The leaders of student protest groups in Hong Kong are considering visiting an international summit in Beijing next month to present their case to Chinese officials, according to reports. However, it is possible that delegates from such groups would not be allowed to enter mainland China.

Alex Chow, the general secretary of the Hong Kong Federation of Students, said at a rally in the city late Thursday that protest leaders would discuss the idea of trying to speak to Chinese government officials at the Asia-Pacific Economic Cooperation summit, scheduled to be held in Beijing next month, according to a report from The Associated Press

Local broadcaster RTHK quoted Chow as saying that if student leaders did make the trip, then it would be up to the Chinese government to demonstrate that it was willing to listen to the concerns of protesters.

Details of the plan, including who and how many representatives should go, and whether there would be a back-up plan if they were refused entry, were still open to discussion, Chow said, according to a report from the South China Morning Post

"If the representation can enter Beijing successfully, of course we would want to have a dialogue with officials on universal suffrage," he said. "If Beijing officials value the opinion of Hong Kong people, I believe they will talk to students."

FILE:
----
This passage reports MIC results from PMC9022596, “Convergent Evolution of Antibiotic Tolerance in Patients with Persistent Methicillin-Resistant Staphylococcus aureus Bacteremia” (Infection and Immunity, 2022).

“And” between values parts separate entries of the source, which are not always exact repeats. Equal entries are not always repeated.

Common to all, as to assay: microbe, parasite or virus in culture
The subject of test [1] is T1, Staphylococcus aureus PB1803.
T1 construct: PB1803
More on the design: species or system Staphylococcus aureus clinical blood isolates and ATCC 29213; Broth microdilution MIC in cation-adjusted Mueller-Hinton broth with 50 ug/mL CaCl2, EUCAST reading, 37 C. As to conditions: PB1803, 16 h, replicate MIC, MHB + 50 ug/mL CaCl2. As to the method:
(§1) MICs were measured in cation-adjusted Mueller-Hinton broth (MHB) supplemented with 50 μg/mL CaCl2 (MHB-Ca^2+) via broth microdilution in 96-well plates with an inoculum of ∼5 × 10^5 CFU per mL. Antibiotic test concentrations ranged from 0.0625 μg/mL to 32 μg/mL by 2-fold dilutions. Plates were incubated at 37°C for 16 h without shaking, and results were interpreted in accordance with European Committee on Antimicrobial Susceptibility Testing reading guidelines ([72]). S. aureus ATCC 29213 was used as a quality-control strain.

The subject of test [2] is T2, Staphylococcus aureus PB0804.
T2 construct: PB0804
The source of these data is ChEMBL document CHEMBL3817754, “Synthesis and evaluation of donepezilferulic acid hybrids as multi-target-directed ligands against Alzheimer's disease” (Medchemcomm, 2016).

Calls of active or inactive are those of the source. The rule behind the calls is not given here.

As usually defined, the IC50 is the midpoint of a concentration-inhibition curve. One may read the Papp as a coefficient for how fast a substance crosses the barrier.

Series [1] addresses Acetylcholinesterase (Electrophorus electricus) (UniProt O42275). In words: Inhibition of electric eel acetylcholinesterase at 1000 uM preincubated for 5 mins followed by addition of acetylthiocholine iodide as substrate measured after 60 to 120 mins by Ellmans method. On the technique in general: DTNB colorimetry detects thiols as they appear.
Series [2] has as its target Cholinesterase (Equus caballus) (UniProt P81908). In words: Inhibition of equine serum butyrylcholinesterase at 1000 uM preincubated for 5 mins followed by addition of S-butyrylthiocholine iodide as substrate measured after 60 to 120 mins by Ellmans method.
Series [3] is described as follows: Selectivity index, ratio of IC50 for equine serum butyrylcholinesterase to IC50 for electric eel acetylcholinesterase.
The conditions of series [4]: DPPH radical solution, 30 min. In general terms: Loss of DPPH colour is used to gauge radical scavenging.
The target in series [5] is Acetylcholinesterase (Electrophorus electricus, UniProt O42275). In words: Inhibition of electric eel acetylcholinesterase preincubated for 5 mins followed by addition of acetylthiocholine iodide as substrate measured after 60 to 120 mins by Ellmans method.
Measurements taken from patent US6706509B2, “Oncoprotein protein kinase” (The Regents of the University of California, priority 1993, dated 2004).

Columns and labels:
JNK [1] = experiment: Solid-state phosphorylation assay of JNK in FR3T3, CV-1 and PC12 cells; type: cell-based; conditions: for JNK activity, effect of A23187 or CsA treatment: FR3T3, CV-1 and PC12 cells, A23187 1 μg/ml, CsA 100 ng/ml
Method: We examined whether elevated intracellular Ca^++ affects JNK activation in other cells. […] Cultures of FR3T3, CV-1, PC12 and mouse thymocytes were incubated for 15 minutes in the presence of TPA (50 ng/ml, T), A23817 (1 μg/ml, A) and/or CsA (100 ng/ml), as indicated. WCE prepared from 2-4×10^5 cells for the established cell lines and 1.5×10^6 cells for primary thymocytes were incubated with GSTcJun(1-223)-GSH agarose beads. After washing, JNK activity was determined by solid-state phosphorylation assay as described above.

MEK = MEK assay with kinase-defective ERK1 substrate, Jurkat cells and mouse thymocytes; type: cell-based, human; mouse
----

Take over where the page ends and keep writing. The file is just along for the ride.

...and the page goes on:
Some experts were skeptical as to whether China would allow Hong Kong protest leaders to enter the country for such an important summit.

“If they do let him in, the media battle escalates. There would be costs to keeping him out, but not as high as letting him in,” Sam Crane, a professor of political science at Williams College in Massachusetts, told the Wall Street Journal. “Beijing expends a lot of effort to control narrative within China. That is constant. Were Mr. Chow to personally go to Beijing, that control might slip. Or, at least, the Communist Party would worry that their control of the narrative could slip.”

Regina Ip, a former secretary for security in Hong Kong, said that she thought it would be inappropriate for protest leaders to try and join the summit, according to RTHK.

Chinese authorities have tightened up security ahead of the upcoming APEC summit, which will be attended by leaders of 21 nations, including U.S. President Barack Obama and Japanese Prime Minister Shinzo Abe, according to a report from the Associated Press.

China has in the past denied entry to Hong Kong figures whose views it finds unpalatable. Leung Kwok-heung, a perceived radical member of Hong Kong's Legislative Council, known locally as “Long Hair,” was denied entry to Shanghai in April 2014. Leung was to attend a meeting of Hong Kong's pan-democrat lawmakers and Chinese officials on political reform.

He was turned back, according to RTHK, after officials discovered that he was carrying letters calling for the vindication of protest leaders in the 1989 Tiananmen Square movement, a subject so taboo in China that the word “Tiananmen” is almost never uttered on Chinese television.